Plaster bust of Antonio MAGLIABECHI Librarian

Plaster bust of Antonio MAGLIABECHI Librarian



Plaster bust of Magliabechi.
The most famous seventeenth-century bibliomane.
The Librarian of the Medici family in Florence.

Antonio Magliabechi (Florence 20/10/1633 - 04/07/1714)

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750,00 €

Data sheet

Height 28.74 in 73 cm
Width 17.72 in 45 cm
Depth 14.96 in 38 cm
Weight 33.07 lbs 15 Kg
Rectangular base 9.84 in X 7.09 in 25 X 18 cm
Manufacturing Hand made in Italy
Material Plaster cast
Note 01 Made in Florence

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Antonio di Marco Magliabechi (or Magliabecchi; October 29, 1633 - July 4, 1714) was an Italian librarian, scholar and bibliophile.
He was born at Florence, the son of a burgher named Marco Magliabechi, and Ginevra Baldorietta.
Although Magliabechi was apprenticed to a goldsmith, and worked in this capacity until his fortieth year, Michele Ermini, librarian to Cardinal de' Medici, recognized his academic ability and taught him Latin, Greek, and Hebrew.
In 1673 he became librarian to Cosimo III de' Medici, Grand Duke of Tuscany. Magliabechi became the central figure of literary life in Florence, and scholars of every nation sought his acquaintance and corresponded with him. Whilst this eminent post gave him considerable prominence, he is remembered more for his personal characteristics and his vast store of self-acquired learning. He has been described as a literary glutton, and the most rational of bibliomaniacs, inasmuch as he read everything he bought. His own library consisted of 40,000 books and 10,000 manuscripts. His house literally overflowed with books; the stairways were lined with them, and they even filled the front porch. Many stories are told of his marvellous memory that was "like wax to receive and marble to retain."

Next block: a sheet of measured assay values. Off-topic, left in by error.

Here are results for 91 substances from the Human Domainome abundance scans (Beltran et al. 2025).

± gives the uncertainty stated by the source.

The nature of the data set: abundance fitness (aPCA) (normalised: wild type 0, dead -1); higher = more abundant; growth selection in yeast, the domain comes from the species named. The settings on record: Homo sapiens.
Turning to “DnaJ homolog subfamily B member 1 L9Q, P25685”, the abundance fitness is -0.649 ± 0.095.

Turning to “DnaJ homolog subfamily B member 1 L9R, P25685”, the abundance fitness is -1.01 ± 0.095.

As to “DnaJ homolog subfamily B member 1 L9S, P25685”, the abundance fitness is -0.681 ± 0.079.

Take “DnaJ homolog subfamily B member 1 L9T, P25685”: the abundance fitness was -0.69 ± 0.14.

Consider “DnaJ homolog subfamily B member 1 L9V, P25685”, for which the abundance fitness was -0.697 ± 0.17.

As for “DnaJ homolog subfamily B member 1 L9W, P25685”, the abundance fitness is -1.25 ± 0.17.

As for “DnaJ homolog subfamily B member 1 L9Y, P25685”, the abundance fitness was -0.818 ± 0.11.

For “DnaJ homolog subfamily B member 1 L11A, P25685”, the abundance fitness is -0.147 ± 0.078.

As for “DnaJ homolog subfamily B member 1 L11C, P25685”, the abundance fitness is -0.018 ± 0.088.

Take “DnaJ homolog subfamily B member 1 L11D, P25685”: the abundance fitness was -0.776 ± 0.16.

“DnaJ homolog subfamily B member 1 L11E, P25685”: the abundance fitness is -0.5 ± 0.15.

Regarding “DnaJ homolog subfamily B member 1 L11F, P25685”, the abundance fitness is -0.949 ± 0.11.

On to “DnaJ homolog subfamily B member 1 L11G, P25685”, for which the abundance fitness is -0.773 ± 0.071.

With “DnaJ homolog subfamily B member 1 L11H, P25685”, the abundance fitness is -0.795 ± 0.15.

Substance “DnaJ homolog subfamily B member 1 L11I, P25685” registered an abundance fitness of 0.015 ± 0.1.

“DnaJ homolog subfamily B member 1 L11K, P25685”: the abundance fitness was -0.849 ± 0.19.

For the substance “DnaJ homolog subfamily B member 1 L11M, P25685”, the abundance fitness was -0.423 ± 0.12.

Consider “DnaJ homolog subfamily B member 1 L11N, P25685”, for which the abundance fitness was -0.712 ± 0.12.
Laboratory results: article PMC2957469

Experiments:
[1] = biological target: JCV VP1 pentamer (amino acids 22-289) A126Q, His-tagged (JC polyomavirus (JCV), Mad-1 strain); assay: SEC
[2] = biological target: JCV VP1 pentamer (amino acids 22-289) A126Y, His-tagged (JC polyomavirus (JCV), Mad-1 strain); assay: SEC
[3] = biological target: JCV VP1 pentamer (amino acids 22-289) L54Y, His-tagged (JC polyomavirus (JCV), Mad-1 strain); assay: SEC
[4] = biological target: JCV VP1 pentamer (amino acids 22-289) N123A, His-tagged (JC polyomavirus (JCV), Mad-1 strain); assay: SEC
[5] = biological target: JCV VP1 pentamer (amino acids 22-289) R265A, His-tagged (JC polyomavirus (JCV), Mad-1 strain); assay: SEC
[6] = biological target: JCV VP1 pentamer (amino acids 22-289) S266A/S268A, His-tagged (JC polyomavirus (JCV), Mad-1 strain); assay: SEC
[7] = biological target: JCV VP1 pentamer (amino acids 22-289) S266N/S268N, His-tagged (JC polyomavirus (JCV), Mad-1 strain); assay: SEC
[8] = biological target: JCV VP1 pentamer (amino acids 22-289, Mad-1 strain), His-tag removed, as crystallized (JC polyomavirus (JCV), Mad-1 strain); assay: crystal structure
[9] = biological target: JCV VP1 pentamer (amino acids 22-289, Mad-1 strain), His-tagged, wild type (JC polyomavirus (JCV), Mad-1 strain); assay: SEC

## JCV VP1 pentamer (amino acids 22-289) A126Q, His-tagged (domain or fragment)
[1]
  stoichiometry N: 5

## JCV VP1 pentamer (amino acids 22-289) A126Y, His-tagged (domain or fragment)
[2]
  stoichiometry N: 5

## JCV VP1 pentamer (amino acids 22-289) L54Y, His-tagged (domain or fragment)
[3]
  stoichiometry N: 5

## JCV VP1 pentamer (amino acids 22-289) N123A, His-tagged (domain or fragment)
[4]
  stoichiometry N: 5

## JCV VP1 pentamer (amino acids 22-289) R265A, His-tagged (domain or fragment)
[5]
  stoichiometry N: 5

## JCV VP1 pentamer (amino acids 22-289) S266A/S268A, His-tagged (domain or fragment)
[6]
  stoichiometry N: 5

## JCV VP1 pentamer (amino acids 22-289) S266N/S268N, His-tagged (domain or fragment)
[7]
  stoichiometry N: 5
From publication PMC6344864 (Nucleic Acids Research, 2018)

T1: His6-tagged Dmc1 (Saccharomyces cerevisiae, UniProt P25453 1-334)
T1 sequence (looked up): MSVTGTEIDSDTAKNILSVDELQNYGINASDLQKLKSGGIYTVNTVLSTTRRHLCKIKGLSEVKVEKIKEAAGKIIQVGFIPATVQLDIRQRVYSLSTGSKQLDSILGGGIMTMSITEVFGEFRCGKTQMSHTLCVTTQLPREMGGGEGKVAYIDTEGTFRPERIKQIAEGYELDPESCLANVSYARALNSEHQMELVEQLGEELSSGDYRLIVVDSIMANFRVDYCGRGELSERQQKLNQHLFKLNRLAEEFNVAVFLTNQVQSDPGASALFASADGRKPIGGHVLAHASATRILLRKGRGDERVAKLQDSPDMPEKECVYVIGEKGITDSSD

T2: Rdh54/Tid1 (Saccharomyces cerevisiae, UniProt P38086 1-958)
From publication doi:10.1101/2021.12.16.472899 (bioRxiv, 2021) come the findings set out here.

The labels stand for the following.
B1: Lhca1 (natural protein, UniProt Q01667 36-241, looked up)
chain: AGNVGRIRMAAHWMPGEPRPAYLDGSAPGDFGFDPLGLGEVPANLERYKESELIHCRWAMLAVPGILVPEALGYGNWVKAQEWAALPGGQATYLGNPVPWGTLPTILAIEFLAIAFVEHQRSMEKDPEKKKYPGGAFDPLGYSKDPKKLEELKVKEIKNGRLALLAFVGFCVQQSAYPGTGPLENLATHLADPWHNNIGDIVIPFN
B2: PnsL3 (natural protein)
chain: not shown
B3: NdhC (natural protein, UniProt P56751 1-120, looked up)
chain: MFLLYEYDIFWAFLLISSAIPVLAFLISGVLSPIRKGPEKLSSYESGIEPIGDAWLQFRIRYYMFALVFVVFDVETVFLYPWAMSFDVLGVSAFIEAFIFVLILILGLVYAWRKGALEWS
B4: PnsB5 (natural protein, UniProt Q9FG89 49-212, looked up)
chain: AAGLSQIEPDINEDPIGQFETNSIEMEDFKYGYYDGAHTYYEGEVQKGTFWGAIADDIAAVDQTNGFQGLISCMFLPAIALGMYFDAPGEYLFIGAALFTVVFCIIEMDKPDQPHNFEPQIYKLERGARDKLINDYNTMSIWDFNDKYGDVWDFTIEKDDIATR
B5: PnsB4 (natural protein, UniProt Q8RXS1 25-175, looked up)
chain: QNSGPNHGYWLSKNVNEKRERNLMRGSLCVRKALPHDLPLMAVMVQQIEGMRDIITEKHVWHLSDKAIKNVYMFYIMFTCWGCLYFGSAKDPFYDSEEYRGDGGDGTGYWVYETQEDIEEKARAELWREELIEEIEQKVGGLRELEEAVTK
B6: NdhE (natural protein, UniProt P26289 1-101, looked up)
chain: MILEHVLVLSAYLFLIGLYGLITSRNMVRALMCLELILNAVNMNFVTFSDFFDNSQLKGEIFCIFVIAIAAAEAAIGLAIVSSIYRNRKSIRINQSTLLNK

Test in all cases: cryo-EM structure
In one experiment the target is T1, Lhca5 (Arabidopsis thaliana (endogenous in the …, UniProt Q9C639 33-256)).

In worldly matters Magliabechi was extremely negligent. Reputedly, he once even forgot to draw his salary for over a year. He wore his clothes until they fell from him, and thought it a great waste of time to undress at night, "life being so short and books so plentiful". He welcomed all inquiring scholars, provided they did not disturb him while at work. He had a hearty dislike for Jesuits. The story goes that one day in pointing out the Palazzo Riccardi to a stranger he said, "Here the new birth of learning took place," and then turning to the college of the Jesuits, "There they have come back to bury it."
Stories about Magliabechi abound. Apparently, he was a man of a most forbidding and savage aspect, and exceedingly negligent of his person. He refused to be waited upon. His dinner was commonly three hard-boiled eggs, with a draught of water. He had a small window in his door, through which he could see all those who approached him; and if he did not wish for their company, he would not admit them. He spent some hours in each day at the palace library; but is said never in his life to have gone farther from Florence than to Prato, whither he once accompanied Cardinal Henry Norris, librarian at the Vatican, to see a manuscript.
Magliabecchi died at the age of 81, in 1714, at the monastery of Sta. Maria Novella. He left his books to the Grand Duke to be used as a public library; his fortune went to the poor. His library, known as the "Magliabechiana", was combined with the grand-ducal private library by Victor Emmanuel II of Italy in 1861, the two forming the core of the Biblioteca Nazionale Centrale Firenze.


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